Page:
Percy Roderick Coleman was born at Mountain Road, Ngaere, Taranaki, on 26 January 1897, the only child of Sarah Jane Gifford and her husband, William Coleman, a traction-engine driver. He attended school, mainly at Takapau, in central Hawke's Bay, until he was 12, when he became a motor mechanic in Palmerston North. Despite an accident with a workshop grinder which cost him the sight in his left eye, he began racing motor cycles at 14. His first event was at the Ashhurst horse-racing track in 1912, when he rode a 3½-horsepower Humber. Motor-cycle racing on one-mile, grass horse-racing tracks was a popular sporting event in New Zealand from before the First World War until the mid 1930s. The most popular venue was Takapuna racecourse, which drew crowds of up to 20,000.
In his second year of racing Coleman won the New Zealand five-mile lightweight championship, riding a Douglas motor cycle at Trentham racecourse. In 1915 he graduated to a seven-horsepower Indian, and at the age of 18 he won his first New Zealand heavyweight championship, a competition he was to dominate for the next 15 years. An aggressive rider, Coleman took the corners so closely that he would often bark his knuckles on the railings. In 1916, riding an Excelsior (or 'Big X'), he set an Australasian record of 17 minutes for an 18¾-mile event at Masterton. Two years later, back on an Indian motor cycle, he won the Australasian heavyweight championship at Sockburn, Christchurch.
In 1919 Coleman visited the United States, where he competed in two events as an official rider for the Indian Motor Cycle Company. The first was a 200-lap race on a one-mile asphalt track at the Ascot speedway in Los Angeles. He finished sixth, but was the first rider home on an Indian. His second ride was a 200-mile road race at Marion, Indiana, in which he was forced to retire with engine trouble.
Returning to New Zealand with the nickname 'Cannonball Coleman', he began riding Harley-Davidson motor cycles, with great success. During the 1920s Coleman made a series of supervised attempts to establish world-record times on one-mile grass tracks. He is said to have eventually held all world grass-track records for distances up to 20 miles, and progressively lowered the one-mile record from 48 seconds in 1923 to 44.8 seconds in 1929. In 1930 Coleman was chosen as New Zealand's first official representative at the Isle of Man Tourist Trophy races, but poor machinery eliminated any chance of success.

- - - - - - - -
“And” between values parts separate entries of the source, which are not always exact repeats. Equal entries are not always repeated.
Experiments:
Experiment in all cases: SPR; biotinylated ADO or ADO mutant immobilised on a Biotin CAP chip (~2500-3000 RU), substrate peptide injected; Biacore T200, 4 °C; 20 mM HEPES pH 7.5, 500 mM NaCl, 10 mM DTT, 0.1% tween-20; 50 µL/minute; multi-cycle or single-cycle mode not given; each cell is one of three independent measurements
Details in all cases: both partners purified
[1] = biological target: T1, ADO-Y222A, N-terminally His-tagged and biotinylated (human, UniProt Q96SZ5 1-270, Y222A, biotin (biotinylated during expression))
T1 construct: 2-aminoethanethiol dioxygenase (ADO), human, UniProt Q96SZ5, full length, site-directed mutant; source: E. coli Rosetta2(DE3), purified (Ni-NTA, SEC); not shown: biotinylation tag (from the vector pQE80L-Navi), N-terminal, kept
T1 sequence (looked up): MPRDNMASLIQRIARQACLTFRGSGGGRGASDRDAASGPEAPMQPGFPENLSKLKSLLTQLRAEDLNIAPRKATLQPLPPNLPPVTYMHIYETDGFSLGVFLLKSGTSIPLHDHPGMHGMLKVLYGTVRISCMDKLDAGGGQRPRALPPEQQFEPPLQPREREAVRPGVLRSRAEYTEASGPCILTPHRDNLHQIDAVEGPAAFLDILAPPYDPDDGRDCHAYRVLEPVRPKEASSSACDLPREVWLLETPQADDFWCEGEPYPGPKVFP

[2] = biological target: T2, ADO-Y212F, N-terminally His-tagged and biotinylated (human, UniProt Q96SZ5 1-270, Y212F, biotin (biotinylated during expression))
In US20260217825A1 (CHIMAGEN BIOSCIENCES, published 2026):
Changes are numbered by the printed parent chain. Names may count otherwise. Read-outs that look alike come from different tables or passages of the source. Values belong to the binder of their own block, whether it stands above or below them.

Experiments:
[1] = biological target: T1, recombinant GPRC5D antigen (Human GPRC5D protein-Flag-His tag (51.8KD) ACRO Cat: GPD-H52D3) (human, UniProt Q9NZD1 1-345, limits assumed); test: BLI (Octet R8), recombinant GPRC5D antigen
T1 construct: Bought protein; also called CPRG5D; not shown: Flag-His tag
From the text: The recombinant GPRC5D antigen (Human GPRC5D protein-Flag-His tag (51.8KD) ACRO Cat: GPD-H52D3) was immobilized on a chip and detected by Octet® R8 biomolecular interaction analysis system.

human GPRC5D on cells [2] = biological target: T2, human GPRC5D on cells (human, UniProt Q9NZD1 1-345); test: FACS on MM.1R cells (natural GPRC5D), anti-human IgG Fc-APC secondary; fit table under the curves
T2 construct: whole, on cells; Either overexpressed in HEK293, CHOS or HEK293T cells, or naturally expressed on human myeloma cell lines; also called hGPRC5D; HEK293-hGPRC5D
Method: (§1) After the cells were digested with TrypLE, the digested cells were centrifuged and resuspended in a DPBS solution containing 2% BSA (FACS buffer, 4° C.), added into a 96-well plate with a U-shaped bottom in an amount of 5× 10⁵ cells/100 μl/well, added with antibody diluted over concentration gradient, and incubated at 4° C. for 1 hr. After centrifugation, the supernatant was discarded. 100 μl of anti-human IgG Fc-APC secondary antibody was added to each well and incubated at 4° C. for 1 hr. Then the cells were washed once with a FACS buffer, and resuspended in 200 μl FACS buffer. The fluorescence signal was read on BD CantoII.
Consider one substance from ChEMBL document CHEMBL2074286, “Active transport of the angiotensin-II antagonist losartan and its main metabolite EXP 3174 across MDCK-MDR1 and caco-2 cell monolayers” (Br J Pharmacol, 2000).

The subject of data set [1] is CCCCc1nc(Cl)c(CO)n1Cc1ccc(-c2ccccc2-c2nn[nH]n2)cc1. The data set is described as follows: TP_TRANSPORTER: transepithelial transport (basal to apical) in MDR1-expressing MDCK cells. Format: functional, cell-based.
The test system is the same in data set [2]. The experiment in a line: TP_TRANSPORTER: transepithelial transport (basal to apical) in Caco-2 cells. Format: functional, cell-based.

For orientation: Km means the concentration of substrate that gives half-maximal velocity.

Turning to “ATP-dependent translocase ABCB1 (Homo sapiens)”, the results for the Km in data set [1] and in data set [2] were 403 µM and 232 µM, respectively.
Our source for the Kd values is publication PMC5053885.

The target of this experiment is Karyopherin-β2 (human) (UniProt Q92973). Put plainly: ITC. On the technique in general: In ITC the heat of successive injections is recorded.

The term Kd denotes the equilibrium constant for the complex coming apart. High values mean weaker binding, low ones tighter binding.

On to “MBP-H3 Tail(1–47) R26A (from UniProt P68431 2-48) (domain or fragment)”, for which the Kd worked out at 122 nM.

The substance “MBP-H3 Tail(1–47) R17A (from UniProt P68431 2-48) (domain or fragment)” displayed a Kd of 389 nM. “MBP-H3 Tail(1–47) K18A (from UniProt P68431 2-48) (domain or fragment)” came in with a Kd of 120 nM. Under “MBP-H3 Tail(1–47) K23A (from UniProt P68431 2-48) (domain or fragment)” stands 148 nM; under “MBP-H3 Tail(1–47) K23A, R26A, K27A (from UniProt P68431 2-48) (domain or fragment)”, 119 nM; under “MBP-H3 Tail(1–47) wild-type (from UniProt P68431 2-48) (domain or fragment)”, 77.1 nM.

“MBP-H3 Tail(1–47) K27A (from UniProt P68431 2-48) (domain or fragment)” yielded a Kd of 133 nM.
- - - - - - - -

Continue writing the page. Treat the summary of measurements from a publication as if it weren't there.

Percy Coleman married Annie McNaughton at Frankton Junction on 16 September 1925; they were to have two sons and two daughters. The same year, he opened a retail shop in Wanganui, selling and servicing bicycles and motor cycles, and acting as a distributor for Harley-Davidson; he later expanded into radio and refrigerator repair. He was also a keen photographer and motion-picture enthusiast.
Another of Coleman's passions was aviation. With a partner he purchased a biplane around 1912, but could not get it to fly, which was perhaps fortunate as his only flying instruction had come from a book. He then attended the flying school at Sockburn aerodrome, and in 1924 purchased a single-seat Whippet biplane, manufactured by the Austin Car Company. After towing it behind a car from Hamilton, Coleman flew the Whippet from a farmer's field near Palmerston North, there being no aerodrome available. The unreliability of the aircraft's engine, however, restricted his flying activities. On one longer flight, he was forced to land on a beach; on another occasion, the Whippet crashed on take-off.
Percy Coleman retired from competitive motor-cycle racing in the early 1930s, and concentrated on expanding his business. By the 1960s it had become a nationwide motor-cycle importing and distribution company, managed by Coleman's sons, Rod and Bob, both of whom were leading motor-cycle racers. In 1954 Rod Coleman achieved his father's ambition of winning the Isle of Man Tourist Trophy race, and in 1964 Bob broke his father's 1929 world one-mile record. Percy Coleman died on 20 April 1965 while visiting his daughter in Salisbury, Southern Rhodesia (Harare, Zimbabwe). He was survived by his sons and one daughter; his wife Annie had died in 1958. The company was eventually sold to Suzuki New Zealand in 1984.